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john the ripper, cuda, ubuntu

2013/03/25

tags: ubuntu cracking cuda

I was curious how well GPU hashing on my low-end (60 USD) graphics card GPU would compare with my significantly higher-end CPU (i7 960) for password hashing.

ingredients

install nVidia CUDA drivers and SDK

Proprietary driver installs from Ubuntu need to be enabled in the Software Center. Then the "Additional Drivers" program (jockey-gtk or jockey-txt from the command line) can be used to activate the required version.

I tried all of the currently available nVidia drivers from Ubuntu, including the bleeding edge 304 and 310 "experimental" versions. None of these will work with the CUDA 5 SDK (latest at time of writing). So I reverted to the CUDA 4.2 SDK but retained the 310 drivers (allegedly the 295 non-experimental drivers will work fine too). You will need to reboot after activating a new driver install. None of the currently available CUDA toolkits is officially supported under Ubuntu 12 but they seem to work just fine.

You can probably do something smart by removing all traces of Ubuntu's nVidia packages from your system and installing the latest drivers direct from nVidia in order to use CUDA 5 but I didn't want to stray too far from a stock OS install.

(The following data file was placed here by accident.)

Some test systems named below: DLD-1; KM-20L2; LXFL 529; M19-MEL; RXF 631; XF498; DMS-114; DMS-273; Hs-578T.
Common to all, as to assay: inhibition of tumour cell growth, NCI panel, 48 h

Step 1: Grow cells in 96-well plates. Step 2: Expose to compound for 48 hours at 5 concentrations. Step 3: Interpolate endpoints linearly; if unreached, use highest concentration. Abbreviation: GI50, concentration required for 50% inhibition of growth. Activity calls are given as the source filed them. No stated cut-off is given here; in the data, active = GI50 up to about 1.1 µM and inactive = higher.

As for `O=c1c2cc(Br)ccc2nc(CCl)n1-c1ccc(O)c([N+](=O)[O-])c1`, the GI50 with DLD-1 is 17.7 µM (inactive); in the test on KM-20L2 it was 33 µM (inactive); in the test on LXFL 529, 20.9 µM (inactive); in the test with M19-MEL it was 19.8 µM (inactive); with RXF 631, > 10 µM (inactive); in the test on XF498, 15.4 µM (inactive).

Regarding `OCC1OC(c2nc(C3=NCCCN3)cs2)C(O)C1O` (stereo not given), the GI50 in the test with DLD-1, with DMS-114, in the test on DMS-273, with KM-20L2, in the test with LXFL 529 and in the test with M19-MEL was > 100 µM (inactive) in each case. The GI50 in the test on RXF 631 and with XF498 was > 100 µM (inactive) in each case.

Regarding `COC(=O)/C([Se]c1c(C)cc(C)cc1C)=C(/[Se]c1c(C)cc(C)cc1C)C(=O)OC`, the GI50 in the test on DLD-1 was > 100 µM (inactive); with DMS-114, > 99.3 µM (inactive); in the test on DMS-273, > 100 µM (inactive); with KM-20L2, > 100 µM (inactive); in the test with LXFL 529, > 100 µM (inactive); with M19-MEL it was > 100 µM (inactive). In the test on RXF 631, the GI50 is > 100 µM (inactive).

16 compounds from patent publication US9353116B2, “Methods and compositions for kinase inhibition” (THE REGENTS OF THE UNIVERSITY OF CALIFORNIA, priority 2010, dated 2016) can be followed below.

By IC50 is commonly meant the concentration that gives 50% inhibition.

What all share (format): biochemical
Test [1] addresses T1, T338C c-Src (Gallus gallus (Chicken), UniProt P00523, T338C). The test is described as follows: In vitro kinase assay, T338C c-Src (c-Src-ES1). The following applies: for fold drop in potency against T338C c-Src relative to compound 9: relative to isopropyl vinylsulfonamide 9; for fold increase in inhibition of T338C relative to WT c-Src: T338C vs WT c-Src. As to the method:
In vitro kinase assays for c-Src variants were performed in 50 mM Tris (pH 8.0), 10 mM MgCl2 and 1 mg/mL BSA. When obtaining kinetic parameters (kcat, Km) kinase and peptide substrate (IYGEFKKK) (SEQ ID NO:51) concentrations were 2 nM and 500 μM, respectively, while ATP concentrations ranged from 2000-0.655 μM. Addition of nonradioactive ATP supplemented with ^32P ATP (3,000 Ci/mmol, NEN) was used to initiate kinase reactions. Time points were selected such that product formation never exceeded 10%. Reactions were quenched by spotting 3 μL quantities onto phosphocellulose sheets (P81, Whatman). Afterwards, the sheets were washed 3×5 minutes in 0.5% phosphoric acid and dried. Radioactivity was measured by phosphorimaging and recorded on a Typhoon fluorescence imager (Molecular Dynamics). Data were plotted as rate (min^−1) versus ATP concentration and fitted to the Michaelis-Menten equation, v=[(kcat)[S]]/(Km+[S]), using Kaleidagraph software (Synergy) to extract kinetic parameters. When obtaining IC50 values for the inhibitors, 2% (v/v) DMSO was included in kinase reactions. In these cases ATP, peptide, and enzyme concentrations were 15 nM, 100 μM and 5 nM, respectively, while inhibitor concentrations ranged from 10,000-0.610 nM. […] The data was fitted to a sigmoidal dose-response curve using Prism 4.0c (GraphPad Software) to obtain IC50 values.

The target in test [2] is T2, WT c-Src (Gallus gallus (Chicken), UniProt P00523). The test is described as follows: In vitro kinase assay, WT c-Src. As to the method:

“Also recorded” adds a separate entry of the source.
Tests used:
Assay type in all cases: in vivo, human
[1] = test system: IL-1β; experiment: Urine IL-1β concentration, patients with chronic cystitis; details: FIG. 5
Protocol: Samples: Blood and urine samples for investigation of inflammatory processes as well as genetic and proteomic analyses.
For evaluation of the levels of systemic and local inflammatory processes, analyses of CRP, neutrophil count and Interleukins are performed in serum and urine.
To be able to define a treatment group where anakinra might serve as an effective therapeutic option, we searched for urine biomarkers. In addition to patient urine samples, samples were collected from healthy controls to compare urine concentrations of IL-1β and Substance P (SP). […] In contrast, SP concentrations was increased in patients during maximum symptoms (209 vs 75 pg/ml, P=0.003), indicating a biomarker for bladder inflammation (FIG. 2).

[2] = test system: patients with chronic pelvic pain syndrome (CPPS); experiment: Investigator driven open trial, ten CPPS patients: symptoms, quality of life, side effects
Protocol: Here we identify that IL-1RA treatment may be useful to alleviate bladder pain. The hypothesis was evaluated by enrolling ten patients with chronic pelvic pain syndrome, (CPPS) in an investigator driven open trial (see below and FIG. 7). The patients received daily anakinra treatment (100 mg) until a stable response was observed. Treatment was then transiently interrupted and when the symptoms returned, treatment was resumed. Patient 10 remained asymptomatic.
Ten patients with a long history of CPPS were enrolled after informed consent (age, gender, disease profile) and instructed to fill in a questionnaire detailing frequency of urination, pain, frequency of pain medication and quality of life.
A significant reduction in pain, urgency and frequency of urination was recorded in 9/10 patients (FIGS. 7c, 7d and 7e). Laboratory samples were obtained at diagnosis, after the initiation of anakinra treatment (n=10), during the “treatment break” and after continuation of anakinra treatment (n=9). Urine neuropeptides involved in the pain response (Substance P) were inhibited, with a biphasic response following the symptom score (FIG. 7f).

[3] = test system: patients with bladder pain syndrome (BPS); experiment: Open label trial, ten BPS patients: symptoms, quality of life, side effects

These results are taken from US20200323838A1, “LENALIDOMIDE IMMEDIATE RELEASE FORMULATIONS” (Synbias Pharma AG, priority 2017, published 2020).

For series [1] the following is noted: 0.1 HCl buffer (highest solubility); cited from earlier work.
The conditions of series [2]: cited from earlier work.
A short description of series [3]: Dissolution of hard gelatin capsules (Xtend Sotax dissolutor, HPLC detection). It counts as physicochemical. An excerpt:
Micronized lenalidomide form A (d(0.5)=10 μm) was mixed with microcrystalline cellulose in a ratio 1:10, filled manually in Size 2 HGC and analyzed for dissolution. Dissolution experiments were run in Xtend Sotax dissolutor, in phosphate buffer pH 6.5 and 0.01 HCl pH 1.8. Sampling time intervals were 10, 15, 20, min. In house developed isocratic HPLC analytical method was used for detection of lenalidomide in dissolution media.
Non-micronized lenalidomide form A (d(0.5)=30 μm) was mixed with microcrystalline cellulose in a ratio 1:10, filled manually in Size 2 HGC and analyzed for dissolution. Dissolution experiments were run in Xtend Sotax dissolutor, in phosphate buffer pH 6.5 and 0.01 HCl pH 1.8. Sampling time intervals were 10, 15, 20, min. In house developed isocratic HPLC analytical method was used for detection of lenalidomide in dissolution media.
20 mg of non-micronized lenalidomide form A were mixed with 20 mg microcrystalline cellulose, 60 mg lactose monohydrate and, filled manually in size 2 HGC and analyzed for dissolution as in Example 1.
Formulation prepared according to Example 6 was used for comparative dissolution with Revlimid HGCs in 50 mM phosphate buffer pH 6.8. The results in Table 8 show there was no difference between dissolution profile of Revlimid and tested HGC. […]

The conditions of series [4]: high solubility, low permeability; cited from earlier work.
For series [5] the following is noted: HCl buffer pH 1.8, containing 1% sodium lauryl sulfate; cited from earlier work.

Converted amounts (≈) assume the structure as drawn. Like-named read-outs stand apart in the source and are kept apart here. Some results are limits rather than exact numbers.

build and install john

Although the Ubuntu repository contains a JtR package it's getting a bit old. And it isn't CUDA enabled. So we need to build from source.

me@home:~$ wget http://www.openwall.com/john/g/john-1.7.9-jumbo-7.tar.gz
me@home:~$ tar zxf john-1.7.9-jumbo-7.tar.gz
me@home:~$ cd john-1.7.9-jumbo-7
me@home:~/john-1.7.9-jumbo-7$ make clean linux-x86-64-cuda
...

check

The first command may take a little while to complete.

me@home:~/john-1.7.9-jumbo-7$ ./run/john -test
...

The second should list your video card specs. If it does not then this is problematic. Fix this.

me@home:~/john-1.7.9-jumbo-7$ ./run/john --list=cuda-devices
1 CUDA devices found:

CUDA Device #0
    Name:                          GeForce GT 220
    Compute capability:            sm_12
    Number of multiprocessors:     6
    Clock rate:                    1328 Mhz
    Total global memory:           1.0 GB
    Total shared memory per block: 16.0 kB
    Total constant memory:         64.0 kB
    Kernel execution timeout:      Yes
    Concurrent copy and execution: Yes
    Concurrent kernels support:    No
    Warp size:                     32

me@home:~/john-1.7.9-jumbo-7$

run

Cipher names take a trailing -cuda so you will need to use the --format flag:

me@home:~/john-1.7.9-jumbo-7$ ./run/john --format=raw-sha256-cuda hashes.txt
Loaded 2 password hashes with no different salts (Raw SHA-256 [CUDA (inefficient, development use mostly)])
...

results

Despite the fact that JtR's CUDA code comes with "inefficient, development use mostly" warnings and that my card is distinctly not top of the range it runs SHA-256 approximately three times faster than a single i7 960 CPU thread. In sustained use video card temperature settled at a steady 48C compared to a standard operating temperature of 35C. Window redraw performance became sluggish (but not unbearably slow) but all virtual terminals were unusable due to "noise".